Women from the community gathered for the ‘Healthy Women, Healthy Community’ women’s luncheon, hosted by the Prince William Chamber of Commerce at the Hilton Garden Inn in Woodbridge.
Michele Eckhardt, a Physician & Community Relations representative for Sentara Northern Virginia Medical Center, spoke about the work Sentara is doing in healthcare industry.
“Sentara remains committed to improving health every day. We are business leaders, students, wives, mothers, grandmothers, friends with many responsibilities and obligations. Paramount to our ability to live up to these responsibilities and obligations is the foundation of good health,” said Eckhardt.
During the event, a panel of female medical professionals spoke on women’s health topics.
Dr. JoAnne Gutliph, a gynecologist for Novant Health and Prince William OB/GYN, spoke about pap smear guidelines and HPV testing.
“We don’t do a pap smear on women till they’re 21 – no matter what…and the thing I think that’s the most amazing in medicine now is that we’re able to vaccinate young women – girls between the ages of 13 and 26 – to prevent the HPV virus from causing abnormal pap smears,” said Gutliph.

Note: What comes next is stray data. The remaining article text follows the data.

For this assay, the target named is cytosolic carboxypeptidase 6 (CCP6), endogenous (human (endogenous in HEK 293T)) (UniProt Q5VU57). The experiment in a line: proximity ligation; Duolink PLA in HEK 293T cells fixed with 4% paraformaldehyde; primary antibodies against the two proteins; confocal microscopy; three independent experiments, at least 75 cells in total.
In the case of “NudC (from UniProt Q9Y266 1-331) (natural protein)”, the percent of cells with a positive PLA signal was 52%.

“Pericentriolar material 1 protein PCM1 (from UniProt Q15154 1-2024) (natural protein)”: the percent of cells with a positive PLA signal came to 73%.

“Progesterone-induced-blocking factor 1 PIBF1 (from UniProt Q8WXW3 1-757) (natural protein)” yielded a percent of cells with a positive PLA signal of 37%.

Dr. Aysha Arshad, a cardiologist for Sentara, spoke about the ‘Go Red for Women’ campaign, which has helped to diagnose and prevent heart disease deaths in women over the past few decades.
According to Arshad, heart disease is the top killer for women aged 20 and older.
“What women often don’t know is the fact that as we get older, heart disease rises. The time after menopause is a time where heart disease rises two to three-fold,” said Arshad.
Dr. Karyn O’Brien, a psychologist for Novant Health, spoke about a health concern that often falls to the wayside for women – emotional and mental health.
“How often is it recommended that we should have our emotional and mental health checked…there isn’t a guideline,” said O’Brien.
O’Brien spoke about the many challenges women face, and how regular check ups on mental and emotional health are essential.
To close out the luncheon, Dr. Tammy Lamb, a radiology specialist for Sentara, provided an update on breast cancer screening and mammograms.
“Unlike OB/GYN, and pap smear related [tests], or whether it’s for cardiovascular, the actual guidelines and the science has not changed [on breast cancer]. The imaging community, we still say the same thing…it’s the number one most diagnosed cancer in the United States…do you need to get a mammogram? Yes you do,” said Lamb.
The luncheon was part of the Chamber’s Women’s Leadership series.
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